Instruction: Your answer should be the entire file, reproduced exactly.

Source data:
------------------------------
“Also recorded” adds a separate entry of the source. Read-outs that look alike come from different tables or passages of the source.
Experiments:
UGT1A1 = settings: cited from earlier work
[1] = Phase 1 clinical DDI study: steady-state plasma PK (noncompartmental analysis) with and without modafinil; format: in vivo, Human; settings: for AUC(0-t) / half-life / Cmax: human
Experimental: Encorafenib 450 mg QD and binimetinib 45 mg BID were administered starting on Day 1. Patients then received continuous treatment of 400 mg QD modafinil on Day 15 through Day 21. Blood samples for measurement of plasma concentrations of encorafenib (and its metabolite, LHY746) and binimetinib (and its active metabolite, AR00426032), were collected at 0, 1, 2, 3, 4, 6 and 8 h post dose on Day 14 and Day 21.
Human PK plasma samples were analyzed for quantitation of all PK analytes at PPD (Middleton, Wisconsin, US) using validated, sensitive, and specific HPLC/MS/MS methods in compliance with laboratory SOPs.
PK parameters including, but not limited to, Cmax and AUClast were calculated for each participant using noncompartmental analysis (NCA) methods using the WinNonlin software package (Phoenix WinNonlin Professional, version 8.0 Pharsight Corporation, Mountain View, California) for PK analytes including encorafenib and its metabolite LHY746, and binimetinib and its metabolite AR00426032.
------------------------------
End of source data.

“Also recorded” adds a separate entry of the source. Read-outs that look alike come from different tables or passages of the source.
Experiments:
UGT1A1 = settings: cited from earlier work
[1] = Phase 1 clinical DDI study: steady-state plasma PK (noncompartmental analysis) with and without modafinil; format: in vivo, Human; settings: for AUC(0-t) / half-life / Cmax: human
Experimental: Encorafenib 450 mg QD and binimetinib 45 mg BID were administered starting on Day 1. Patients then received continuous treatment of 400 mg QD modafinil on Day 15 through Day 21. Blood samples for measurement of plasma concentrations of encorafenib (and its metabolite, LHY746) and binimetinib (and its active metabolite, AR00426032), were collected at 0, 1, 2, 3, 4, 6 and 8 h post dose on Day 14 and Day 21.
Human PK plasma samples were analyzed for quantitation of all PK analytes at PPD (Middleton, Wisconsin, US) using validated, sensitive, and specific HPLC/MS/MS methods in compliance with laboratory SOPs.
PK parameters including, but not limited to, Cmax and AUClast were calculated for each participant using noncompartmental analysis (NCA) methods using the WinNonlin software package (Phoenix WinNonlin Professional, version 8.0 Pharsight Corporation, Mountain View, California) for PK analytes including encorafenib and its metabolite LHY746, and binimetinib and its metabolite AR00426032.